Thursday, November 10, 2011

Modern Warfare: The relief of Bastogne, the relief of us all...

November 10th, 2011

Dear Readers,

11/11/11 is Veteran's Day in America.

Veteran's Day was originally created as Armistice Day, to be held in commemoration of the end of The Great War and to promote the cause of world peace.

But war did not end, and in 1954 Armistice Day officially became Veteran's Day, and became dedicated to honoring those who sacrificed for the cause of peace, rather than being dedicated to the cause of peace itself.

World War One ended on the 11th hour of the 11th day of the 11th month of 1918, so Veterans Day is always on the 11th day of the 11th month.

Could World War One have ended a day sooner, or maybe an hour sooner? It would be another half century, and another war, before a young veteran, John Kerry, pondered the question: "How do you ask a man to be the last man to die in Vietnam? How do you ask a man to be the last man to die for a mistake?"

My father, Howard S. Hoffman, became a Quaker in his mid 30s and is now buried in a small Quaker cemetery. Howard was a peaceful man: A scientist, a college professor, a musician, a painter, an author, and most of all (from my perspective) a loving father. My step-mom, also a former college professor, is a Quaker pacifist. Despite her years, she has been attending the Occupy Philadelphia rallies. She protests war, nuclear weapons, nuclear energy, and the destruction of Social Security, which her father, Nelson Cruikshank, helped establish in the 1950s and '60s.

My father was not born to a peaceful time. He fought and killed with the best of them: As an American soldier during World War Two.

His first battle was Cassino, Italy, 1943, where a new technique was used on the whole town -- civilians, German liaison officers, Italian soldiers, cows, goats and chickens alike: Fire the big guns first, they are farthest away. Fire the medium-range guns second, as the big gun's projectiles pass overhead. Then fire the close-in weapons, the mortars (the ones my father manned) as the long- and medium-range shells passed together over the mortar-men, a few hundred yards behind the front line. Then, all at once, a few seconds later...


Shock and Awe had been invented.

Howard fought the Axis forces throughout Europe, pushing the Germans back a yard, a mile, a battle and a town at a time. More than a year after Cassino, he was trudging through icy, snow-covered forests in Belgium during a German offensive that later became known as The Battle of the Bulge.

My father's company came upon a place called Malmedy, where nearly a hundred American prisoners of war had been machine-gunned in cold blood (and cold weather) by German soldiers of the 1st SS Panzer Division, then left to die in the snowy fields. Hitler had ordered no quarter be given, no prisoner be taken, no civilian be pitied in the attack. The ill-conceived offensive was to be swift and brutal. It was.

Within a month, nearly 100,000 soldiers on each side were killed, wounded, or missing -- and thousands more civilians had also perished: Buried under rubble, shot by stray bullets, mistaken for a soldier, or starved or frozen to death in their homes.

My father participated in the relief of Bastogne, the central hub in the Ardennes forest, where seven roads converged, all held by German troops, and where the American commander, Brig. Gen. Anthony McAuliffe, sent a famous one-word response to the German commander's demand for surrender:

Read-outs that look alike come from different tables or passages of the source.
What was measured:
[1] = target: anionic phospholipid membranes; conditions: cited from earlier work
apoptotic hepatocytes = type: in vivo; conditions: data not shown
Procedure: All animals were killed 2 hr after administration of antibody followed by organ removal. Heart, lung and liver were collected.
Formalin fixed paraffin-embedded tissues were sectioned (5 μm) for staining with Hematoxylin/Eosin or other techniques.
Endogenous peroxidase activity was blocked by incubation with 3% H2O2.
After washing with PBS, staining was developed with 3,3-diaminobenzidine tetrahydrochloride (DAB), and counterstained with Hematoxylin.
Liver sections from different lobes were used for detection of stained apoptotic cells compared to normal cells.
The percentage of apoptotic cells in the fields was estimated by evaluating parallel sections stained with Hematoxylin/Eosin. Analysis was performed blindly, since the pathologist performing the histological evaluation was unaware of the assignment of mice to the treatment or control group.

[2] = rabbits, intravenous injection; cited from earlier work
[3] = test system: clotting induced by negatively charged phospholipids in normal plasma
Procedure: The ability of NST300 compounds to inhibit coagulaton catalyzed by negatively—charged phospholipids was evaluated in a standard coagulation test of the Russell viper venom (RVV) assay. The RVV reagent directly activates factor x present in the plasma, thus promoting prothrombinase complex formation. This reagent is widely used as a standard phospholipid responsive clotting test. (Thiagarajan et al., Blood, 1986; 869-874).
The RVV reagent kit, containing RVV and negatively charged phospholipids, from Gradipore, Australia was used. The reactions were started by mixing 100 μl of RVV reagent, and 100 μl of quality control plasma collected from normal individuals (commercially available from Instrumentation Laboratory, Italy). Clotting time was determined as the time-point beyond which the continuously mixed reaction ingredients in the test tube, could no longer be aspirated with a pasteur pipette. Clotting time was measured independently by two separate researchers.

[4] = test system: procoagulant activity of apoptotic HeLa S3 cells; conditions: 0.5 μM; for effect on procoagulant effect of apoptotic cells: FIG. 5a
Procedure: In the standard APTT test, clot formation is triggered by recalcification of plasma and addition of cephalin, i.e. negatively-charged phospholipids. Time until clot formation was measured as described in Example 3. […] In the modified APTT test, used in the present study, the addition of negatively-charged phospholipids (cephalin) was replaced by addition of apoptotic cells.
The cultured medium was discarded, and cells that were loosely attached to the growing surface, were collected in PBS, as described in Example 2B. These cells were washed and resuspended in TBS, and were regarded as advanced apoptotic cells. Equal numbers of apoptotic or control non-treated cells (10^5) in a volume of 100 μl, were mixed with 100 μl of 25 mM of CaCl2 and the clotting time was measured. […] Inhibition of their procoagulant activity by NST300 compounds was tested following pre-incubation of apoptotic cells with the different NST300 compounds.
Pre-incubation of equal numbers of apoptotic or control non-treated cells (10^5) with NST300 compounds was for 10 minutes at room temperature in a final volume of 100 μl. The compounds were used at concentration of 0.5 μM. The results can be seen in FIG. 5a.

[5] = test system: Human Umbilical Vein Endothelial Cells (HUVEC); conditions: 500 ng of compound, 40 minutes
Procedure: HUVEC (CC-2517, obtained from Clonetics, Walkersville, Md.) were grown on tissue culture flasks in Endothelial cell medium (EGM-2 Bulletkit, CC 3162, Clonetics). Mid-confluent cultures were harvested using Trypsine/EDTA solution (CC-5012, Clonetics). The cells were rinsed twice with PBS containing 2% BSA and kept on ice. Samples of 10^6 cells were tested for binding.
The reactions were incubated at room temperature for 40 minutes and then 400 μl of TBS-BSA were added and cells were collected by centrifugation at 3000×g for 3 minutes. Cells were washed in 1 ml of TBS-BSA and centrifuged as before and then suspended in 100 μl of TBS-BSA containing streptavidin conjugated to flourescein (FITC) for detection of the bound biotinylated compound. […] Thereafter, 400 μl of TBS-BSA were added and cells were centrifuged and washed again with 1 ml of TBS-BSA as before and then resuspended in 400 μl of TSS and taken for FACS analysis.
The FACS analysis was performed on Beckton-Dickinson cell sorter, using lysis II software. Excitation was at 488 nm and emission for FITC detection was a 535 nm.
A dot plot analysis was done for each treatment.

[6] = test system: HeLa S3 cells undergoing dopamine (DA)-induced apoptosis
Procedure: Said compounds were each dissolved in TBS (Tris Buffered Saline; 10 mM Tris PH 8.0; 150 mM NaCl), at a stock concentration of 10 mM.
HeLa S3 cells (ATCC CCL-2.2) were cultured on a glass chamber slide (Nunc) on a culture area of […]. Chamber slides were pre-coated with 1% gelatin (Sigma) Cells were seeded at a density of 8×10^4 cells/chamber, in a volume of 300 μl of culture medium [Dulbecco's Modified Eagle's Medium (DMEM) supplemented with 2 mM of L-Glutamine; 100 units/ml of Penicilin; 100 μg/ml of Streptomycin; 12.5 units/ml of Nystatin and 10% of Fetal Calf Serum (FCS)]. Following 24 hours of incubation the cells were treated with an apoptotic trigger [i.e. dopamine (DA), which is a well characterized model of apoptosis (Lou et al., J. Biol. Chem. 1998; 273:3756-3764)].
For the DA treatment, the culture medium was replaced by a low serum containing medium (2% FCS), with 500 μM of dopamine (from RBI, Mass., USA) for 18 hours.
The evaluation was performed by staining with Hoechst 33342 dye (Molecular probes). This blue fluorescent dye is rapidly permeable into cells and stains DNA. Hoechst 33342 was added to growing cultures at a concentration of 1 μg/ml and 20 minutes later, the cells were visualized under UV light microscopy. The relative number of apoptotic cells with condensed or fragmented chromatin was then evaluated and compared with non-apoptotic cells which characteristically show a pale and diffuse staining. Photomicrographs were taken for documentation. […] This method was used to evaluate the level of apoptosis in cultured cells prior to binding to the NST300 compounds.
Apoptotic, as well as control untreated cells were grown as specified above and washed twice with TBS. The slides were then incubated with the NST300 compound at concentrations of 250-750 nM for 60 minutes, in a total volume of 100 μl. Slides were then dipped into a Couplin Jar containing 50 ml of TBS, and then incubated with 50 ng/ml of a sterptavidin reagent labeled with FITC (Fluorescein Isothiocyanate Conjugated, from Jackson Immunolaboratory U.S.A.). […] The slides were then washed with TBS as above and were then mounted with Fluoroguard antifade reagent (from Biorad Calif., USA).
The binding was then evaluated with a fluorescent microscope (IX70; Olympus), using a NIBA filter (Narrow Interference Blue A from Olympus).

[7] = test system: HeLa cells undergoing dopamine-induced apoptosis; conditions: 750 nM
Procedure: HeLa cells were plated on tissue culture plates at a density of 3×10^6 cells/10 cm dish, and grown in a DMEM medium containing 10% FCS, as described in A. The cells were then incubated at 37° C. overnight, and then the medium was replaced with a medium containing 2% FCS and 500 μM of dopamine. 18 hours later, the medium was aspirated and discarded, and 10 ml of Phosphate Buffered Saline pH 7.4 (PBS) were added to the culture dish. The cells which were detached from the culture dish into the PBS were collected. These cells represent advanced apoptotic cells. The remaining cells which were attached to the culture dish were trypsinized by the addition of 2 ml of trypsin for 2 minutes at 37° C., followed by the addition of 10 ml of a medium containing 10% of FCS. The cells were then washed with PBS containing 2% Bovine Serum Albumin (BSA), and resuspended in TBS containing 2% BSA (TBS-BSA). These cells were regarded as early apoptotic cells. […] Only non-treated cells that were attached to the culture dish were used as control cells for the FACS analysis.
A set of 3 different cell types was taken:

After The Battle of the Bulge, it is doubtful many Germans thought they could win the war. It was just a matter of time before their inevitable defeat. Did Germany stop fighting? Hardly! Did German soldiers stop committing atrocities? HARDLY! Howard came upon a place where the Germans had burnt a barn full of civilians. They were too difficult to move as swiftly as the Americans were advancing. The Americans had seen the smoke rising for days.

Today the world still has little trouble starting a war, and we seem no better at ending them, either.

If the atomic bomb had been ready while we were still at war with Germany, would we have used it there? Did we use "The Bomb" for demonstration purposes more than anything else when we bombed Hiroshima, and then Nagasaki (as a demonstration to Russia, specifically)?

Was the demonstration effective? What did we demonstrate -- that civilian populations will never be safe from war again? That a sudden escalation of war may come at any time, even when it appears to be the eleventh hour of a war everyone knows must end soon? That global pollution is now an inevitable consequence of war? That we've got The Bomb, now go get one yourselves? They did: Russia, England, France, China, India, Pakistan, North Korea, Israel too it's believed, and perhaps Iran now, too.

Why does it take so much violence to stop violence? Or does it? Is the use of overwhelming force against a weaker enemy justifiable? If so, is the use of overwhelming force operated entirely by remote control equally justifiable? When will war itself become a war crime? Do the actions of a small group of terrorists mostly from one country against another justify destroying the entire civilian infrastructure of a third? Who owns the oil and other riches beneath their feet, or the air we all breath, or the water that runs by, unpolluted?

When a veteran comes back from combat duty with no visible wounds but a head full of mental problems, what should society do? Have a parade? Or have police in riot gear beat him when he protests the greed of the 1%, pepper-spray and tear-gas him, and then arrest him for "assaulting a police officer"? Is this what democracy looks like? Is this the peace our veterans fought for?


Ace Hoffman
Carlsbad, California

The author, 55, yearns for peace and love in a nuke- and violence-free world...


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